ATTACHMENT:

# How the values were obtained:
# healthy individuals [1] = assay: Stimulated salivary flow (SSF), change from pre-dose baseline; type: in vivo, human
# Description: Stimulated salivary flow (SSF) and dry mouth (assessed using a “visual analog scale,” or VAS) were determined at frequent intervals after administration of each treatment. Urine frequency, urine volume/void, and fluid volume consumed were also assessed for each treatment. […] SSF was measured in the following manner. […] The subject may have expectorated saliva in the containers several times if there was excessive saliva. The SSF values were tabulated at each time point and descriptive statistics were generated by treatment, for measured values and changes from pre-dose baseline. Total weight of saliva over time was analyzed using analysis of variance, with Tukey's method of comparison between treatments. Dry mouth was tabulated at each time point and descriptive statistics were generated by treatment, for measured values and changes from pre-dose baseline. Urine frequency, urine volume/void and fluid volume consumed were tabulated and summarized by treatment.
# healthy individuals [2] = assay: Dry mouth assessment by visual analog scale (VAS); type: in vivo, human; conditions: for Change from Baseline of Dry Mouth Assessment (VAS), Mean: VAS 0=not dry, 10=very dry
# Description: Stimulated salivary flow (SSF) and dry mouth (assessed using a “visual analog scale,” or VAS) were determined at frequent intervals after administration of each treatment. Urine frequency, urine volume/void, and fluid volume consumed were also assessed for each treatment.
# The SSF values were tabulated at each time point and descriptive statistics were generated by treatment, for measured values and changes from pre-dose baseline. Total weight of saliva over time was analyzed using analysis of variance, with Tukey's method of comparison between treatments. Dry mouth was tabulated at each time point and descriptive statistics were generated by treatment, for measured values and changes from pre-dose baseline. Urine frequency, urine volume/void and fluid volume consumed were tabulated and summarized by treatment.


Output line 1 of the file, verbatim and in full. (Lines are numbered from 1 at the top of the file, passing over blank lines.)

# How the values were obtained: